What's Eating Anthony Burns? Dismembering the Bodies That Matter in Tennessee Williams's "Desire and the Black Masseur"

By Tipton, Nathan | The Southern Literary Journal, Fall 2010 | Go to article overview

What's Eating Anthony Burns? Dismembering the Bodies That Matter in Tennessee Williams's "Desire and the Black Masseur"


Tipton, Nathan, The Southern Literary Journal


Tennessee Williams may be forgiven if his short fiction never approached the phenomenal success of his dramatic works. While his plays explore subjects that were, during the postwar period, considered unseemly (such as rape, psychosis, or incest) or dangerous (such as homosexuality), they are almost always viewed through a theatrically translucent, if thinly veiled, scrim of allegorical existentialism) More often than not, however, this veil is lifted in Williams's short stories, laying bare renderings of miscegenation, violent brutalization, and barely sublimated homosexual desire. Although by applying a sense of "unreal reality" Williams attempts to move his fiction into the realm of atmospheric theatricality, the stories nevertheless retain too much of a "hyper-real" quality that, paradoxically, prevents any lasting imposition of fantasy. As Dennis Vannatta notes, Williams was "the most autobiographical of writers," full of "contradictions and clashing passions" (4), and he easily transmutes these reality-based passions into his short stories, concatenating them together with bursts of sound and fury, signifying everything.

That said, it is difficult to imagine what passion could have inspired the notorious short story "Desire and the Black Masseur," written in 1946 but not widely published until 1954, in the midst of Cold War paranoia over the "alarming proliferation of 'commies, niggers, and queers'" that presaged the nascent civil rights and homosexual movements (Saunders 137). While "Desire" is rife with themes of loneliness, pain, violence, and death common in Williams' work, the transformation of these themes into explicit representations of sadomasochism and cannibalism is both surprising and disturbing. The titular Black Masseur's devouring of Anthony Burns is, of course, disturbing, but I would assert that the story's more sinister subject matter lies in the undercurrent of explicitly racial violence both accompanying and as a consequence of the interracial homosexual desire shared between Burns and the Black Masseur. This violence, I argue, manifests itself in "Desire and the Black Masseur" as an allegorically-rendered lynching narrative.

Considering the little-disputed claim that Anthony Burns is ultimately cannibalized by the unnamed Black Masseur, my consideration of "Desire and the Black Masseur" as a lynching narrative may seem surprising given the historical antecedents of lynching. James W. Clarke, for instance, points out that lynching in America is usually associated with white supremacists who "used terror, making lynching a public spectacle, to exert absolute power over the [South's] black population. Lynching replaced whipping after emancipation as the public exhibition of raw primordial power of white over black" (274). (2) On its surface, "Desire and the Black Masseur" contains no white supremacists, no public spectacles, and no outright displays of "raw primordial power of white over black." As well, Williams' portrayal of the passions shared by Anthony Burns and the Black Masseur seem, at first glance, to be rather straightforward. Nevertheless, as a southern writer, Williams would have been keenly aware of the angst-ridden postwar dynamics surrounding interracial desire, as well as the penalties exacted for violations of this strictly delineated racial and sexual divide.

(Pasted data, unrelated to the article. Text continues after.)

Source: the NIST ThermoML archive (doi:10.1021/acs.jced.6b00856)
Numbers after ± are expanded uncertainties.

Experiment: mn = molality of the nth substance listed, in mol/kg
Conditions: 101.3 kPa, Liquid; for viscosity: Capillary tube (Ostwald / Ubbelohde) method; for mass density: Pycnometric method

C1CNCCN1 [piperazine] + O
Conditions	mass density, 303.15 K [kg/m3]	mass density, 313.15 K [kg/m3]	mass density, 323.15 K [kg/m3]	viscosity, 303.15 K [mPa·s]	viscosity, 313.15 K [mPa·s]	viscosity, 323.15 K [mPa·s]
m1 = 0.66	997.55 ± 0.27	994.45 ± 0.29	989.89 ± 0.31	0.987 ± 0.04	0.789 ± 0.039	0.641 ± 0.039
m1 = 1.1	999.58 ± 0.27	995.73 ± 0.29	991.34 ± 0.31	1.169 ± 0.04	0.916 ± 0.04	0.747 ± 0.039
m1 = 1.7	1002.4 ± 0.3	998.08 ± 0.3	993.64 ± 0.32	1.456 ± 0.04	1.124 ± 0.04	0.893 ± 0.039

Southern historian Victoria Bynum states that there was a palpable hypocrisy associated with America's World War II position as a "defender of democracy abroad while tolerating racial discrimination at home" (249), particularly in the South, where the contours of racial discrimination extended deep into the terrains of normative sexual mores. After all, southern society had long been obsessed with the myth of the "black beast rapist" who would, given the opportunity, willingly ravage the pure, virginal, and (of course) white paragons of southern womanhood) Even the merest suggestion that a black man would, in effect, "cross over" into the white world would set off a cascading chain of dangerous events, as Trudier Harris observes: "to violate the inviolable, as any Black would who touched a white woman or became mayor of a town, is taboo. …

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